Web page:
It would be easy to assume that, nearly three years on from the biggest financial crisis in living memory, it’s only financial institutions that have to concern themselves with changing regulation. In reality, it is not just the banks, insurers and the hedge funds that have to tackle this issue, but their partners as well.
Financial services institutions throughout the world are increasingly using third parties to carry out activities that previously, they would have undertaken themselves. This has resulted in a knock-on effect that mounts pressure on the partners of financial institutions, as they too have to comply with stricter timeframes associated with rules and regulation.
Recent industry research and surveys by financial regulators such as the FSA show that financial organisations are now outsourcing a significant proportion of their front and back office activities.
Prior to the economic downturn, activities and functions within an organisation were performed and delivered in diverse ways. A financial institution might split such functions as product manufacturing, marketing, back-office and distribution within the service.
When an organisation keeps such arrangements in-house, but operates other activities from various locations across the UK, this would not be classified as outsourcing. Therefore, the entity would be expected to provide for any risks posed by this approach in its regular risk management framework. However currently, for the service provider, outsourcing arrangements are becoming increasingly complicated to manage.
This has been compounded recently with the break up of the FSA and speculation around the need for a separate securities regulator that combines market supervision, setting listing standards and oversight of corporate reporting and governance.
Recently, we have seen arrangements developing whereby specialist service providers with expertise in financial services perform some activities, while unrelated providers perform others. In each case the service provider may or may not be a regulated entity.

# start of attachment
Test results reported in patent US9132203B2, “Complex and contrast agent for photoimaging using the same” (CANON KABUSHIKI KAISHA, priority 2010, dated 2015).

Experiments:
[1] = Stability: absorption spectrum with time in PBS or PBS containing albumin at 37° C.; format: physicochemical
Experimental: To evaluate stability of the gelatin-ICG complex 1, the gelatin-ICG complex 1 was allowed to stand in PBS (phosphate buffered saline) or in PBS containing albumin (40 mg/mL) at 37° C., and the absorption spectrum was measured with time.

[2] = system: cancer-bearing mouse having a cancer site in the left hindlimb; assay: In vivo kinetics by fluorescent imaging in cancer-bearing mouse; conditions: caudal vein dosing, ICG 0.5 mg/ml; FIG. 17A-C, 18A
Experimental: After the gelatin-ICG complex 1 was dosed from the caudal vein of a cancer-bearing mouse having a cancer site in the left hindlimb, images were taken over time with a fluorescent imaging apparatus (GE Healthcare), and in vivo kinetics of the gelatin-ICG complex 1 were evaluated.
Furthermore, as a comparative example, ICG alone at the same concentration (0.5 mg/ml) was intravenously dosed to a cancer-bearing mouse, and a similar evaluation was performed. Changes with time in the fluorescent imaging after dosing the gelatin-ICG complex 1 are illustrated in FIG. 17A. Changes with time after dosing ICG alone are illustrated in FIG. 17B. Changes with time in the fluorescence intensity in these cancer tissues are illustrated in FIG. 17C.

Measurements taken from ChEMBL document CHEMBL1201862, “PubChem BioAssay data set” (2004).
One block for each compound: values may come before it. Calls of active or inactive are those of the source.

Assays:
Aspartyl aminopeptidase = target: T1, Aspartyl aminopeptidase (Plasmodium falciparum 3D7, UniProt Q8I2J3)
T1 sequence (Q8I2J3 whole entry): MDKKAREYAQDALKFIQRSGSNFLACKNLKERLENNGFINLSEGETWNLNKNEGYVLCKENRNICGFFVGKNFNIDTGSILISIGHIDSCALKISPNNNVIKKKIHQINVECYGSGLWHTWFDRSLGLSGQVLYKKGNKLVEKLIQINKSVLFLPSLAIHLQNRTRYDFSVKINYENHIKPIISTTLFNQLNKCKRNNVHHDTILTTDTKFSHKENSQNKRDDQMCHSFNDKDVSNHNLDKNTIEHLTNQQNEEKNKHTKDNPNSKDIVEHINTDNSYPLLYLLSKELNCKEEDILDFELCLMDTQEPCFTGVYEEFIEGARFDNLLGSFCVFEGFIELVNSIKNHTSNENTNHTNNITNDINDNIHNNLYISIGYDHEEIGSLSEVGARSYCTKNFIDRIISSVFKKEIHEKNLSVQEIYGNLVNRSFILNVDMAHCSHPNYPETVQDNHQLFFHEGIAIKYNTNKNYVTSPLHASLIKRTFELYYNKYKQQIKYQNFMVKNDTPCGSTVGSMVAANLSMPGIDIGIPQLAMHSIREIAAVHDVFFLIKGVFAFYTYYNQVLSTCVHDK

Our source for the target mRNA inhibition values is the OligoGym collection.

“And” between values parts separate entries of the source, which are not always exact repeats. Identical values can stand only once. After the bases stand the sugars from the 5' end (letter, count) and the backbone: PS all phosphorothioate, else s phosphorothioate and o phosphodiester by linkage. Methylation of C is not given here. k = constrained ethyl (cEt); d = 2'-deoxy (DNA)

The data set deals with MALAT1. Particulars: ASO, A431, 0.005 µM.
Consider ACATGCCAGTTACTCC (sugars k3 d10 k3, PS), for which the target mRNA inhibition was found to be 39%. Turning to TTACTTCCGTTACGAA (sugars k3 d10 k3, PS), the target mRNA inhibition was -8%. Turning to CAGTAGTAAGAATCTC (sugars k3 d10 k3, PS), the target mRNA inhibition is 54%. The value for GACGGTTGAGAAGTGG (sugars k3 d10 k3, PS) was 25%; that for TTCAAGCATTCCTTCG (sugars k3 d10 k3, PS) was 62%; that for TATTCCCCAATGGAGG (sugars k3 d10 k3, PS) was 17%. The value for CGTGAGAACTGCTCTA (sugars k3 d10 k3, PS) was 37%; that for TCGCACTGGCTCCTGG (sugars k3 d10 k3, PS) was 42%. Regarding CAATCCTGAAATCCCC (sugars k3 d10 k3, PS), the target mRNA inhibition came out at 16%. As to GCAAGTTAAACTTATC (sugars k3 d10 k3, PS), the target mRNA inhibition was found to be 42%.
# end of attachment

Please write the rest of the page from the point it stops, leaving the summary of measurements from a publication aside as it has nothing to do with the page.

Among the other specific concerns to regulators is the potential for over-reliance on specialist system integration activity that is critical to the ongoing viability of a business. For example, the migration of two IT systems in the wake of a merger or acquisition. In this scenario, both organisations may have to comply with separate rules not to mention differing obligations to customers.
The acquiring company could be based abroad, therefore under obligation to comply with a different set of regulations to the acquired company who is say based in the UK.
On the back of these concerns, outsourcing has been identified in various regulatory reports as raising issues related to risk transfer and management, frequently on a cross-border basis.
The industry has acknowledged that this increased reliance on outsourcing may impact on the ability of the outsourcing provider to manage their risks and monitor their compliance in line with regulatory requirements.
Furthermore, the rapid rate of IT innovation, along with an increasing reliance on external service providers has the potential to lead to systemic problems unless appropriately constrained by a combination of market control and regulatory influences.
All this is leading to serious concern among regulators as to how outsourcing organisations can take the appropriate and necessary steps to manage their own and client related risks and comply with regulations.
Despite these concerns, there are now more service providers waking up to the importance of their business being fully compliant with FSA regulation, in order to deliver a service to customers that meet these needs. Many providers are taking steps to mitigate these risks by drawing up comprehensive and clear outsourcing policies in order to establish an effective risk management programme.
In addition, they are also implementing stronger contingency plans, negotiating appropriate outsourcing contracts, and analysing their financial and infrastructure resources before rushing into any agreement. Furthermore, by partnering with a provider that itself is compliant with these regulations, financial organisations can rest assured that these concerns are understood and addressed.
In summary, it is critical that outsourcing providers work hand in hand with their clients in order to maintain strength in compliance. This stems across various regulations and ensures they successfully manage their legal and compliance portfolio. To help with this process, outsourcing service provider in technology and operations must address enterprise compliance that aligns with information security controls embedded in applications, policies and businesses processes.
Thus a compliance management technology framework is required to automate assessments, analysis, management and reporting tasks which helps customers to reduce the risk of compliance and security breaches, failed audits and even litigation. This also helps organisations to keep track of possible risk factors, which may affect their business processes and compliance requirements.
Lastly, in this fast changing world, outsourcers need to demonstrate flexibility so that they are not on their customer’s critical path of compliance
By Stuart Drew, HCL Technologies Executive VP of Financial Services